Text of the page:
Senior officials at a seminar held in the central city of Da Nang on September 8 concluded that indiscriminate construction of hydropower plants has worsened conditions in the central region of Vietnam.
The central region of Vietnam is highly prone to storms and floods and conditions have worsened here year by year, with the increasing numbers of hydro power plants adding to the degeneration of the region.
|Construction of hydropower plants on rivers has worsened flood conditions in the central region in recent years (Photo: SGGP)|
According to Pham Xuan Su, chairman of the National Commission on Irrigation and Drainage, the central coastline stretches a total length of 1,000 kilometres from Thanh Hoa to Khanh Hoa Province. On the west of the region runs the Truong Son mountain range.
As a result, the central plains are a narrow belt of land with many large rivers like the Giang in Quang Binh Province, Thach Han in Quang Tri, Huong in Thua Thien-Hue, Thu Bon in Quang Nam and Tra Khuc in Quang Ngai, flowing through it.
The rivers run across short lengths covering steep slopes and rocky mountains and hills located in the valleys. River mouths are usually choked with soil and silt deposits which block the flood currents from flowing, causing heavy and often devastating floods during the rainy season each year.
From 1995-1999, the central region has experienced 13 storms and five tropical depressions. Within the six years of 2005-2010, natural disasters killed 1,895 people and 219 missing, with total property damage estimated at nearly VND59 trillion (US$2.8 million).
The last few years have seen worsened conditions, what with increasing number of natural disasters, indiscriminate construction of hydropower plants and lack of planning. Residents in the central region have faced the worst possible living conditions, Su said.
It is time for relevant authorities to stop their rhetoric and swing into action to help the people of this region. Besides, the Government should hold each hydropower plant accountable and responsible for regulating the floodwaters that are causing havoc to low lying areas. The plants should put aside their own private gains at the cost of people’s lives and properties, Su stressed.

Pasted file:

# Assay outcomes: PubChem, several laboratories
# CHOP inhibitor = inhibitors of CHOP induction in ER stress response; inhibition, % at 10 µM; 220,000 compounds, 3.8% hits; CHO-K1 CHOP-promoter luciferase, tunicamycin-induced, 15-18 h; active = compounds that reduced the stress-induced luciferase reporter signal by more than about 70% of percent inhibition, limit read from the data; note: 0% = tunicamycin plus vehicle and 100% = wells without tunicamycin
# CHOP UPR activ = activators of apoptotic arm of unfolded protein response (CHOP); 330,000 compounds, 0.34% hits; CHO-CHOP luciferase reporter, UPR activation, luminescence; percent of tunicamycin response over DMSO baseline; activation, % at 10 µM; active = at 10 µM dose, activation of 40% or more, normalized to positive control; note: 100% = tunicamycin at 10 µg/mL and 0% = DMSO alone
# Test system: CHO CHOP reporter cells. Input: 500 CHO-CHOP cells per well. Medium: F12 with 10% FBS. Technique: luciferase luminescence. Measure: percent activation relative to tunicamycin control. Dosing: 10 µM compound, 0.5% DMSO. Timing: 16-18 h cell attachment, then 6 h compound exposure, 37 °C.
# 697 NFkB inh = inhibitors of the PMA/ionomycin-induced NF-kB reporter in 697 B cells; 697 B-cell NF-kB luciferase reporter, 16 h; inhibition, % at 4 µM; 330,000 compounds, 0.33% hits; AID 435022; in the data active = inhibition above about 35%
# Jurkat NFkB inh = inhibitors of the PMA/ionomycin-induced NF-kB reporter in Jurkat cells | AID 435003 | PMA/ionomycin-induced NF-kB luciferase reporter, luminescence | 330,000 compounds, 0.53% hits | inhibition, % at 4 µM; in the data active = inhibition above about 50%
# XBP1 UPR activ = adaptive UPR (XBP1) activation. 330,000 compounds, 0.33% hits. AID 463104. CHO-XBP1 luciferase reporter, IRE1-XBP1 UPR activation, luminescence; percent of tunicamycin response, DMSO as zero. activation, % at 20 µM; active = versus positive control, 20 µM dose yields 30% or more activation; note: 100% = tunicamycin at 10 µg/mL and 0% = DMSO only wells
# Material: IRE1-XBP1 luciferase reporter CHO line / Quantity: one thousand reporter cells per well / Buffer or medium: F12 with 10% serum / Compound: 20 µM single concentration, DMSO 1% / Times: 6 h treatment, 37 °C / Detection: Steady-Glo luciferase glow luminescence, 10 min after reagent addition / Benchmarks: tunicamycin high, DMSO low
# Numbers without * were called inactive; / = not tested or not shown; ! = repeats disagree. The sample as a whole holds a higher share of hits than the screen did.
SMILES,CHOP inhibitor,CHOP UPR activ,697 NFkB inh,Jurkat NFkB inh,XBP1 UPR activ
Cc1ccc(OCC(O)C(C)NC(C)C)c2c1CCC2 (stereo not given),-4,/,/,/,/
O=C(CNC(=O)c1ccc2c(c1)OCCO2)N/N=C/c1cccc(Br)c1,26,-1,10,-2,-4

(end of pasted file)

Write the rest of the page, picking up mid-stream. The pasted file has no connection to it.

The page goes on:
According to the Institute of Water Resource Planning, from 1985 to 1995, over 131,000 hectares of rice fields were lying uncultivated in winter-spring crop season due to drought and the area increased to 200,000 hectares for the summer-autumn crop.
Hydropower plants pose threat
A representative from the Department of Irrigation said that organizations working under the Ministry of Industry and Trade have focused on only power generation but not on water regulation in low lying areas. Most reservoirs are designed to prevent flooding only in their immediate area and not for the low-lying areas of the region.
Several provinces have also been unconcerned with the end results and sent proposals for more hydropower projects, even in sensitive areas like natural reserves and national parks.
Tran Quoc Hung, deputy director of the Department of Agriculture and Rural Development in Ha Tinh Province said the problems created by hydropower plants such as flooding in rainy season and drought in dry season has been endlessly debated. It is time for authorities at all levels to take action to seriously address the issue.
Ha Tinh Province has in recent years rejected several hydropower projects due to small economic gains compared to the loss of precious forest areas.
Dao Minh Huong, deputy director of the department in Quang Ngai Province said investors have not taken heed of the alarming flood conditions by providing gauging systems when building hydropower plants.
If the plants are equipped with these systems, they can make better and more suitable floodwater release plans, he said.
Several officials at the seminar proposed that the Government must examine hydropower projects and eliminate those causing damage to the environment.
They also were of the view that the Government should hold the Ministry of Natural Resources and Environment accountable for regulating a systematic process by which the hydropower plants and irrigation reservoirs can release water all year round.